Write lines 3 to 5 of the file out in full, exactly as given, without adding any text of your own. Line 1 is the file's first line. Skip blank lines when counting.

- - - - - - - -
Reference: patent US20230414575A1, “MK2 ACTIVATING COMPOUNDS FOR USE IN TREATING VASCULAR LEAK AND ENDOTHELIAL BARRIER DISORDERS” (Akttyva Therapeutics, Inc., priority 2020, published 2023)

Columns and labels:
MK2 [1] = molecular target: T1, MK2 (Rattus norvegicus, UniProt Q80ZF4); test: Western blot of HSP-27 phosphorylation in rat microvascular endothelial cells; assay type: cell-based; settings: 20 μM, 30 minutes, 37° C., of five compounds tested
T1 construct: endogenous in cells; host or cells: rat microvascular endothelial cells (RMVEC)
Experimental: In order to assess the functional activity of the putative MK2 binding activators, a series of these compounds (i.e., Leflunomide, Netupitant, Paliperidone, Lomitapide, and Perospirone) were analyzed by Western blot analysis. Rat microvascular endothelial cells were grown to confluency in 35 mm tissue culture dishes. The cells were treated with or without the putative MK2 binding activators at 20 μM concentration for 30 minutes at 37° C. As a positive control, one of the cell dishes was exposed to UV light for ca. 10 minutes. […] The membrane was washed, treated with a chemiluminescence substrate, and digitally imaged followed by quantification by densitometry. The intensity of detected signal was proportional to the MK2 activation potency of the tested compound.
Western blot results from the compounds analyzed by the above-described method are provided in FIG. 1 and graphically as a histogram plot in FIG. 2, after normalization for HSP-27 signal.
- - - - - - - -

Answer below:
MK2 [1] = molecular target: T1, MK2 (Rattus norvegicus, UniProt Q80ZF4); test: Western blot of HSP-27 phosphorylation in rat microvascular endothelial cells; assay type: cell-based; settings: 20 μM, 30 minutes, 37° C., of five compounds tested
T1 construct: endogenous in cells; host or cells: rat microvascular endothelial cells (RMVEC)
Experimental: In order to assess the functional activity of the putative MK2 binding activators, a series of these compounds (i.e., Leflunomide, Netupitant, Paliperidone, Lomitapide, and Perospirone) were analyzed by Western blot analysis. Rat microvascular endothelial cells were grown to confluency in 35 mm tissue culture dishes. The cells were treated with or without the putative MK2 binding activators at 20 μM concentration for 30 minutes at 37° C. As a positive control, one of the cell dishes was exposed to UV light for ca. 10 minutes. […] The membrane was washed, treated with a chemiluminescence substrate, and digitally imaged followed by quantification by densitometry. The intensity of detected signal was proportional to the MK2 activation potency of the tested compound.